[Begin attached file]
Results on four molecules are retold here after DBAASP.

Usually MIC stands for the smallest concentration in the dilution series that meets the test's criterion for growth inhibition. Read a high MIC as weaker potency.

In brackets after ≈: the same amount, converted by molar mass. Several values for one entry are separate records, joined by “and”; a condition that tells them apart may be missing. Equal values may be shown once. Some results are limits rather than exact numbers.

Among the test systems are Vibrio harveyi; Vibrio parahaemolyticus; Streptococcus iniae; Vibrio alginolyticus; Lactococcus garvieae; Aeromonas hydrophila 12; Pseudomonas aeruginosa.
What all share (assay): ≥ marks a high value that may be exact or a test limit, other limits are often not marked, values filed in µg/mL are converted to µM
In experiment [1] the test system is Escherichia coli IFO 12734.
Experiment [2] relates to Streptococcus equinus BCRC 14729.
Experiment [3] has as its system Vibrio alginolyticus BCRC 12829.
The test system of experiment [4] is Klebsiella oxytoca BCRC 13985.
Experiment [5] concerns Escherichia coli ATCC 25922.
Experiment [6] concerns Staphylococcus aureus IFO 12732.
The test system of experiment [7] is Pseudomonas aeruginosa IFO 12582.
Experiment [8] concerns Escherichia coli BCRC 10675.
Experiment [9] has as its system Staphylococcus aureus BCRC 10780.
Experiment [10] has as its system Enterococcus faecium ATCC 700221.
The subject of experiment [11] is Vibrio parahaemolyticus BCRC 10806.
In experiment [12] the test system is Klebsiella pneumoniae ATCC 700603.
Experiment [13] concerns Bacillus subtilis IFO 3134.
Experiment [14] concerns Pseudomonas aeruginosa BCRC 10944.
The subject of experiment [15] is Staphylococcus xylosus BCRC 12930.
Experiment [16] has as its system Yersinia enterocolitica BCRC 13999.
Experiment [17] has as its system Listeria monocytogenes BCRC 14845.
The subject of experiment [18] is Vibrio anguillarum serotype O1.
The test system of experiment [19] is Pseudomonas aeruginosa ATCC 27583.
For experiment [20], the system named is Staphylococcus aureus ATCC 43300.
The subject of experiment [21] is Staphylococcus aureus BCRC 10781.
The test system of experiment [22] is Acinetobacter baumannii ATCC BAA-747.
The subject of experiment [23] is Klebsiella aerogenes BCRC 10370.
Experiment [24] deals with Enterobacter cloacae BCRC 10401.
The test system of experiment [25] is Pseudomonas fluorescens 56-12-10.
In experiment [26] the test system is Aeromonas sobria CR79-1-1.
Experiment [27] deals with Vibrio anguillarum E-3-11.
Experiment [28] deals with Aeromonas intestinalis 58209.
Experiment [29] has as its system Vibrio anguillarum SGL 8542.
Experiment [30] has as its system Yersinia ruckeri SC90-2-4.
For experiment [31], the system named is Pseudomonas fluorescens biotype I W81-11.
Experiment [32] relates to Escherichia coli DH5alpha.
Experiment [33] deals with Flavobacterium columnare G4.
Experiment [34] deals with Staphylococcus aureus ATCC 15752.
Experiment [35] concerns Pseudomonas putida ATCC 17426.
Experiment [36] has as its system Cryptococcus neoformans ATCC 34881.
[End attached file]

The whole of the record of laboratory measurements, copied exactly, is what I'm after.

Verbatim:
Results on four molecules are retold here after DBAASP.

Usually MIC stands for the smallest concentration in the dilution series that meets the test's criterion for growth inhibition. Read a high MIC as weaker potency.

In brackets after ≈: the same amount, converted by molar mass. Several values for one entry are separate records, joined by “and”; a condition that tells them apart may be missing. Equal values may be shown once. Some results are limits rather than exact numbers.

Among the test systems are Vibrio harveyi; Vibrio parahaemolyticus; Streptococcus iniae; Vibrio alginolyticus; Lactococcus garvieae; Aeromonas hydrophila 12; Pseudomonas aeruginosa.
What all share (assay): ≥ marks a high value that may be exact or a test limit, other limits are often not marked, values filed in µg/mL are converted to µM
In experiment [1] the test system is Escherichia coli IFO 12734.
Experiment [2] relates to Streptococcus equinus BCRC 14729.
Experiment [3] has as its system Vibrio alginolyticus BCRC 12829.
The test system of experiment [4] is Klebsiella oxytoca BCRC 13985.
Experiment [5] concerns Escherichia coli ATCC 25922.
Experiment [6] concerns Staphylococcus aureus IFO 12732.
The test system of experiment [7] is Pseudomonas aeruginosa IFO 12582.
Experiment [8] concerns Escherichia coli BCRC 10675.
Experiment [9] has as its system Staphylococcus aureus BCRC 10780.
Experiment [10] has as its system Enterococcus faecium ATCC 700221.
The subject of experiment [11] is Vibrio parahaemolyticus BCRC 10806.
In experiment [12] the test system is Klebsiella pneumoniae ATCC 700603.
Experiment [13] concerns Bacillus subtilis IFO 3134.
Experiment [14] concerns Pseudomonas aeruginosa BCRC 10944.
The subject of experiment [15] is Staphylococcus xylosus BCRC 12930.
Experiment [16] has as its system Yersinia enterocolitica BCRC 13999.
Experiment [17] has as its system Listeria monocytogenes BCRC 14845.
The subject of experiment [18] is Vibrio anguillarum serotype O1.
The test system of experiment [19] is Pseudomonas aeruginosa ATCC 27583.
For experiment [20], the system named is Staphylococcus aureus ATCC 43300.
The subject of experiment [21] is Staphylococcus aureus BCRC 10781.
The test system of experiment [22] is Acinetobacter baumannii ATCC BAA-747.
The subject of experiment [23] is Klebsiella aerogenes BCRC 10370.
Experiment [24] deals with Enterobacter cloacae BCRC 10401.
The test system of experiment [25] is Pseudomonas fluorescens 56-12-10.
In experiment [26] the test system is Aeromonas sobria CR79-1-1.
Experiment [27] deals with Vibrio anguillarum E-3-11.
Experiment [28] deals with Aeromonas intestinalis 58209.
Experiment [29] has as its system Vibrio anguillarum SGL 8542.
Experiment [30] has as its system Yersinia ruckeri SC90-2-4.
For experiment [31], the system named is Pseudomonas fluorescens biotype I W81-11.
Experiment [32] relates to Escherichia coli DH5alpha.
Experiment [33] deals with Flavobacterium columnare G4.
Experiment [34] deals with Staphylococcus aureus ATCC 15752.
Experiment [35] concerns Pseudomonas putida ATCC 17426.
Experiment [36] has as its system Cryptococcus neoformans ATCC 34881.